‘The Crown’: How Composer Martin Phipps Built the Bittersweet Sound of Diana’s Happiest Moment
It’s odd that someone could equate freedom with being surrounded by a rabid throng of adoring fans lining entire city blocks. Yet, in one of the more striking sequences of “The Crown” Season 4, that’s what happens for Lady Diana (Emma Corrin).
The series shows her and Prince Charles’ (Josh O’Connor) 1983 diplomatic journey through Australia, making the argument that the trip managed to burnish her royal credential outside the boundaries of the United Kingdom while bringing a sense of momentary peace to a marriage in turmoil.
The climactic moment of Episode 6’s Australian excursion is that bustling crowd, butting up against police blockades just to get a glimpse of the new international star as she passes by. It not only marks one of the pivotal points in Diana’s season-long arc, it leads to one of the most exciting pieces of music that composer Martin Phipps has written for the show so far.
“Something that [showrunner] Peter Morgan talked to me about a lot early on was was the suppressed power feel. There’s this incredible power, but it’s offstage, rumbling away, and it never quite showed its face right up close,” Phipps said. “I think that’s what he wanted in the music. He wanted this feeling of something with a lid on it, something slightly buttoned up, but with incredible intensity. But for this one moment with Diana, I could undo those buttons and let it let the beast out.”
There’s a buildup in this scene’s score — on the show’s official Season 4 soundtrack, it’s a cue titled “The Diana Effect” — that starts from a kind of musical rumble. The audience follows a rooftop swimmer as they emerge from the water and look down at the staggering assembly on the street many floors below. Knowing that would be the audience’s visual entry point to this moment helped Phipps begin his contributions with an escalation of his own.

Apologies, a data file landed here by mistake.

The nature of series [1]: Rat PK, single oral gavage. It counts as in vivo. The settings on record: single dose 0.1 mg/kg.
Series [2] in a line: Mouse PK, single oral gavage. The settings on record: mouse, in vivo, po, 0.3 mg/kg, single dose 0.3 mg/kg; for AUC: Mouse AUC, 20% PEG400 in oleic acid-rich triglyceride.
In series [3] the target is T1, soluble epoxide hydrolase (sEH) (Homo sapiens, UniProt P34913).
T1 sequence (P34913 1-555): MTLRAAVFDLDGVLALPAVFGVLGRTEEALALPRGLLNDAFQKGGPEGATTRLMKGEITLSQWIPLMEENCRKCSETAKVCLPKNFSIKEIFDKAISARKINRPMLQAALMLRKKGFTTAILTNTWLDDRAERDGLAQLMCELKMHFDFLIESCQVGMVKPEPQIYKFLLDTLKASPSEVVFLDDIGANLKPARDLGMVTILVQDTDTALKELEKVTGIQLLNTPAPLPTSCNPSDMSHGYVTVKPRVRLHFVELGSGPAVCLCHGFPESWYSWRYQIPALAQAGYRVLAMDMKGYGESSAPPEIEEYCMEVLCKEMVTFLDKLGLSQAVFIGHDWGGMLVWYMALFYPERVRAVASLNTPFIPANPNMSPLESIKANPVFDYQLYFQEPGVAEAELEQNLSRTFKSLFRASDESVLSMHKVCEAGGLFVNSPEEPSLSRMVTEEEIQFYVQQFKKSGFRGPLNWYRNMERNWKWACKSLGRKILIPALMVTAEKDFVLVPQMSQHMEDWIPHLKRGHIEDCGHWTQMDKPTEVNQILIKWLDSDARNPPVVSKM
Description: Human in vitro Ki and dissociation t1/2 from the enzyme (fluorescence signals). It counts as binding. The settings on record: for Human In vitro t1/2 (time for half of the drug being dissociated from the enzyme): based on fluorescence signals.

“What triggered that idea was that fantastic shot. Julian Jarrold directed Episode 6 and I remember sitting in on a meeting early on. They were talking about a big shot they were going to do over the top of the swimming pool and down the side, which is a great effect. There’s that almost vertigo feeling, lurching down towards into a sort of bear pit of Di-mania below,” Phipps said.
Beginning from that introductory low hum, the piece also was born from conversations with Morgan. Throughout their customary process of assessing demos and refining ideas before bringing in a live orchestra to play, Morgan responded to the idea that “The Diana Effect” would start off as something without an easily identifiable emotion.
“He loved buzzy drone that started off. Excited, but slightly on the edge of being a bit nasty if it goes a bit further. He loved that kind of ambiguousness. He loved playing that really softly through scenes as well. ‘Barely audible droning,’ he would call it. I picked up on that and then built the whole cue, starting with that idea, with that sound,” Phipps said.
One of the challenges of “The Crown” is trying to use the markers of a timeframe without feeling fully locked into them. For a chapter in this history unfolding in the 1980s, Phipps wanted to make something that nodded to the sounds of the decade without straying too far from the overall tone of the show’s established score.
“What I wanted to use from that ’80s synth sound was the brightness, the brashness, the feeling of something new and fresh, which I think very much came out of the ’80s. I didn’t want to start doing pastiches,” Phipps said. “Score should be about the character and what’s going on inside their head. And that can be timeless and that can be placeless. So I would never want to get too bogged down about trying to recreate a sort of perfect ’80s synth sound. But the idea was having something quite pure, something raw and fresh and very unorchestral.”